No. SIAC does not provide a template for the Notice of Arbitration, and parties are free to submit the Notice of Arbitration in their preferred format. The Notice of Arbitration, however, should comply with the formal requirements set out in Rule 3.1 of the SIAC Rules 2016.

There are two options open to the Claimant in this situation. The Claimant may either:

(i) file one Notice of Arbitration in respect of each arbitration agreement invoked, and concurrently submit an application to consolidate the arbitrations; or
(ii) file a single Notice of Arbitration in respect of all arbitration agreements invoked which shall include a statement identifying each contract and arbitration agreement invoked and a description of how the requirements for consolidation are satisfied.

In the above circumstances, the Registrar will accept a single Case Filing Fee in the first instance, subject to the decision on the application for consolidation.

Prior to the constitution of any Tribunal in the arbitrations sought to be consolidated, an application for consolidation of two or more arbitrations pending under the SIAC Rules 2016 is filed with the Registrar. The SIAC Court will then decide whether to grant, in whole or in part, the application for consolidation.

If a party seeks to consolidate two or more arbitrations pending under the SIAC Rules 2016 after the constitution of any Tribunal in the arbitrations sought to be consolidated, the application for consolidation is made to the Tribunal.

The Response to the Notice of Arbitration may be filed with SIAC by hand, registered post, courier service, email or facsimile. The Response to the Notice of Arbitration should be addressed to the Registrar. SIAC’s contact details are as follows:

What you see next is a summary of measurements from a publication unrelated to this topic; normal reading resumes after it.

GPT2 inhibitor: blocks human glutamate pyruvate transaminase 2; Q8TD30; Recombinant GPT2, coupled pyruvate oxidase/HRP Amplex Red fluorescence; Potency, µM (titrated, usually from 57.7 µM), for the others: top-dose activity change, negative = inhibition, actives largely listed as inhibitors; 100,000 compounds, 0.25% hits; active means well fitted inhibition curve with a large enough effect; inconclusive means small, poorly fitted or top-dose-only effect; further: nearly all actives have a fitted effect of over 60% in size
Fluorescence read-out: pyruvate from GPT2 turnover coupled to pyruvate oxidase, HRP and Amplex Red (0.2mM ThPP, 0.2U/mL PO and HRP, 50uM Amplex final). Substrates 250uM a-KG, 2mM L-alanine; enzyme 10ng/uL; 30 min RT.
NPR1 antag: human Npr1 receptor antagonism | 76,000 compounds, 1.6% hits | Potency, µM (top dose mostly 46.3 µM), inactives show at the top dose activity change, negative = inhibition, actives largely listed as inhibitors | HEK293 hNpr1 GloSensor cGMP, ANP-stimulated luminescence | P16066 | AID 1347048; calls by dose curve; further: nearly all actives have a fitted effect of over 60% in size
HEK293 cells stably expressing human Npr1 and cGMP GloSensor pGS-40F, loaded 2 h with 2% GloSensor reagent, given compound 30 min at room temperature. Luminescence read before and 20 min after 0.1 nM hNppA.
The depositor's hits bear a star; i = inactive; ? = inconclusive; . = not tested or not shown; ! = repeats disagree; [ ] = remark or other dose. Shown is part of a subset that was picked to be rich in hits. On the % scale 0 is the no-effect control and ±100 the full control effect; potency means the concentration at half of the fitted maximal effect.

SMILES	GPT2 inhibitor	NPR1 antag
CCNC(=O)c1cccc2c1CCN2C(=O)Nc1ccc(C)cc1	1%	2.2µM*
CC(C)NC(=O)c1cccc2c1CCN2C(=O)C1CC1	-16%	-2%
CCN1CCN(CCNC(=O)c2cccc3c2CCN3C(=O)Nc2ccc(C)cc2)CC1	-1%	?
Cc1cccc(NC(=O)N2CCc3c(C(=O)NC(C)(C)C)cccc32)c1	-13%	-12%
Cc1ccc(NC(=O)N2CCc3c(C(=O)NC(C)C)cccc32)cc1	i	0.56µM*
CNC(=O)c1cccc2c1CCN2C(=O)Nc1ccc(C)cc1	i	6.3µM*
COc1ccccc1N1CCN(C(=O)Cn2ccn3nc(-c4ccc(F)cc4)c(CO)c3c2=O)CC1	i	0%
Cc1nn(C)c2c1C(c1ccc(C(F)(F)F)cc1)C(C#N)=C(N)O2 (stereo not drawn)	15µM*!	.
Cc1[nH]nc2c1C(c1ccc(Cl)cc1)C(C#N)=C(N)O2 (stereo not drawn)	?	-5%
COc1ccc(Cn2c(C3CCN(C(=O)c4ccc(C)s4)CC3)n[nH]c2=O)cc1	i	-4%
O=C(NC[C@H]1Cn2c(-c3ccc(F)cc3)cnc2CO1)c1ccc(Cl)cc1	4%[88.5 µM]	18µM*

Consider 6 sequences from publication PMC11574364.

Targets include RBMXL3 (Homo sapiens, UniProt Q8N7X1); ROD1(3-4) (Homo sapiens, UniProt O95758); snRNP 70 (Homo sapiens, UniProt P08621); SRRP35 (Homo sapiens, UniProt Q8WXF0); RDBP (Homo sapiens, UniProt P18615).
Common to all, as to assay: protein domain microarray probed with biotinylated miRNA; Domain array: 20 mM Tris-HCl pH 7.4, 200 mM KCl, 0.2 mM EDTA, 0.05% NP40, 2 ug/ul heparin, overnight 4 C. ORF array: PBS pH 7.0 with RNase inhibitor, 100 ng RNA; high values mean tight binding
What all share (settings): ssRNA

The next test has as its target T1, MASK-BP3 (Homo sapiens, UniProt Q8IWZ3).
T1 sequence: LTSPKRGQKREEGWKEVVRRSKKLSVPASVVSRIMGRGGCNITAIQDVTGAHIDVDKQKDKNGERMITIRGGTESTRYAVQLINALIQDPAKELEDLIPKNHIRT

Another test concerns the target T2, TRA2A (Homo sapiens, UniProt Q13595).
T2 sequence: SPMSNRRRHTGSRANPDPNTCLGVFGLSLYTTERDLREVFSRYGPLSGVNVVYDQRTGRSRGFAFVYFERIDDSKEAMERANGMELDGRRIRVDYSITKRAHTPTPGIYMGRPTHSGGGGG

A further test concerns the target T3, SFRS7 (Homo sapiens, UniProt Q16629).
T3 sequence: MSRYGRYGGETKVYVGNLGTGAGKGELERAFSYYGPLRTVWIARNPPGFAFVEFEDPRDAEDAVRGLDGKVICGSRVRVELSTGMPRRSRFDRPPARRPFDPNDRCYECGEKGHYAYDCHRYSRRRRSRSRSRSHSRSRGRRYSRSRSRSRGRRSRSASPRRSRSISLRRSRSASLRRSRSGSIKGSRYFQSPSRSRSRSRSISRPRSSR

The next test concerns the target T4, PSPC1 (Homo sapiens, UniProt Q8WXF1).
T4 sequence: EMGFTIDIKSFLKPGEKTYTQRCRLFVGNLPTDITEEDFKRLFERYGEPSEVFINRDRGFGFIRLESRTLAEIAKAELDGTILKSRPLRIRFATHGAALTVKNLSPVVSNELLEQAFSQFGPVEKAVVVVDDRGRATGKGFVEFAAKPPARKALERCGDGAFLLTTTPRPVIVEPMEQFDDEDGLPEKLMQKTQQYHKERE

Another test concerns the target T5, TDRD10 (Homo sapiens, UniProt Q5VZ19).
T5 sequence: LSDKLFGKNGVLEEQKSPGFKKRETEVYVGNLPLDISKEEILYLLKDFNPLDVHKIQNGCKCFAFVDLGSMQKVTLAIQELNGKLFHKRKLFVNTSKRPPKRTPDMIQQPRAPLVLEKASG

Email: [email protected] (email size should not exceed 5MB)
Fax.: +65 6713 9778
Address: 28 Maxwell Road, #03-01 Maxwell Chambers Suite, Singapore 069120

A copy of the Response to the Notice of Arbitration should be sent to the Claimant; the Respondent should notify SIAC as to the mode of service and the date of service.

Yes. Under the SIAC Rules 2016, a party to an arbitration that is pending under the SIAC Rules 2016 may apply to join a non-party in the proceedings. Prior to the constitution of the Tribunal, the application is filed with the Registrar. The SIAC Court will then decide whether to grant, in whole or in part, the application for joinder.

After the constitution of the Tribunal in the arbitration proceedings in which the non-party is to be joined, the application for joinder will be decided by the Tribunal.

Yes. Under the SIAC Rules 2016, a non-party may apply to be joined in an arbitration that is pending under the SIAC Rules 2016. Prior to the constitution of the Tribunal, the SIAC Court will decide whether to grant, in whole or in part, the application for joinder. After the constitution of the Tribunal in the arbitration proceedings in which the non-party is to be joined, the application for joinder will be decided by the Tribunal.